On 11 February 2019 I set myself the challenging of reading 1001 Songs You Must Hear Before You Die by Robert Dimery (ed.) and following the book’s advice to the letter. I’ve previously read 1001 Films… and started 1001 Albums… but felt 1001 Songs… would be a sensible place to start for what I have in mind here.
My challenge is to read about one song per day and listen to it (YouTube and Spotify, I need you tonight!) before sharing my own thoughts. Some songs I will love, others I’ll hate, and I’m sure there will be those that leave me perplexed but listen to them I shall.
I’ll also try, and most likely fail, to pinpoint the best song from the 1001 on offer but I’m nothing if not foolhardy. Instead of one song, I’m predicting I’ll have about 100 favourites by the end and may have to resort to a Top 10 so far to maintain any semblance of sanity.
So long as I post everyday (including Christmas) then this challenge should come to an end on Wednesday 8 November 2021. Staying with the Barney Stinson theme I am hoping that the whole experience will prove to be…
The Clancy Brothers & Tommy Makem – The Irish Rover (1965)
We leave the US behind today and make our first visit to Ireland for something different. For this visit we’ll be taking in a spot of the old Irish folk music. The Clancy Brothers – Patrick, Tom and Liam – are our artists today and, in particular, their early collaboration with Tommy Makem is our focus. Together, they would influence the likes of Bob Dylan, make Irish folk popular in the US and even help to revitalise the genre back in Ireland as well. Today, we need to prepare ourselves well, dear reader, for we’re about to set sail on The Irish Rover. If any of you get seasick, you might want to stay home.
The Irish Rover is the name of a ship, a very special ship. In fact, this vessel is deep within the realms of fantasy with its twenty-seven masts and its ability to store millions of bags, barrels and bales of goods for its journey from Ireland to New York way back in 1806. A comical crew can be found aboard The Irish Rover, including “Johnny McGurk who was scared stiff of work” and “Slugger O’Toole who was drunk as a rule”. We hear about the crew, we learn about all the goods they are transporting but then it all takes a desperately dark turn. This gigantic vessel is not faring well crossing the Atlantic. It’s been seven years at sea (you’d think they’d have found the US by now) when a measle outbreak kills everyone but the narrator and the ship’s dog. Then the poor dog ends up thrown overboard and drowned leaving the narrator as the only survivor on the Irish Rover. I wonder how many more years he’ll be at sea.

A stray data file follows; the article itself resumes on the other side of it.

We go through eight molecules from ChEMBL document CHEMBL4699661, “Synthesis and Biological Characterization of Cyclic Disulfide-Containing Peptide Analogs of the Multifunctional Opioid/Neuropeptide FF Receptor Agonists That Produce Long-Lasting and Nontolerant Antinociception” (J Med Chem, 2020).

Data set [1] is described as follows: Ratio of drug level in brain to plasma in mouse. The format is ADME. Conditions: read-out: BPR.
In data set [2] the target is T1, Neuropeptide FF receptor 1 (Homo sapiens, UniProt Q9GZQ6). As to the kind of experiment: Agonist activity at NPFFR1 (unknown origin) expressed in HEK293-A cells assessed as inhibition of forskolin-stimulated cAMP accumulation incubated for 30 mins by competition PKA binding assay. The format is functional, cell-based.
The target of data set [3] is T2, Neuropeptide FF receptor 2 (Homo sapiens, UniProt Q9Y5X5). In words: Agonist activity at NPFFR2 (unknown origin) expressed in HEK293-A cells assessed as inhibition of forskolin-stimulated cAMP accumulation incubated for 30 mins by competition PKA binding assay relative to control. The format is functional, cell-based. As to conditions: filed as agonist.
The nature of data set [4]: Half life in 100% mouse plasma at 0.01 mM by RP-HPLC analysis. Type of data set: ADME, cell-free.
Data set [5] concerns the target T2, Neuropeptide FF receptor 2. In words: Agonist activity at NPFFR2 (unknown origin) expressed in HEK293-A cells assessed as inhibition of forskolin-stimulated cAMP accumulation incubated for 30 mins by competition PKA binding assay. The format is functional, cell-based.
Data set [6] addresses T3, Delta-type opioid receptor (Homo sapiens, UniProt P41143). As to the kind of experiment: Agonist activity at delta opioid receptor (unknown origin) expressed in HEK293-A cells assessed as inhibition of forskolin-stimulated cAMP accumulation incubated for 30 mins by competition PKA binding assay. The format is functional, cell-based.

The Irish Rover is a song I may have heard years before but listening to it for this post stirred no memories. The Pogues recorded a version in the 1980s that did well in the charts so I may have encountered it at some point. What can one say about it though? It’s funny, ludicrous and tragic in equal measure. Did I mention catchy as hell? The Clancy Brothers and Tommy Makem cram a lot into the short length but not a second of this exquisite song is wasted. If anyone should invite me on a ship that is known as The Irish Rover, I think I will pass based on what goes on with this one.
Favourite songs so far:
Chuck Berry – Johnny B. Goode (1958)
Ritchie Valens – La Bamba (1958)
Eddie Cochran – Summertime Blues (1958)
The Everly Brothers – All I Have to Do Is Dream (1958)
Edith Piaf – Non, je ne regrette rien (1960)
Ben E. King – Stand By Me (1961)
Dionne Warwick – Walk On By (1964)
Sam Cooke – A Change Is Gonna Come (1964)
The Righteous Brothers – You’ve Lost That Lovin’ Feeling (1964)
The Animals – House of the Rising Sun (1964)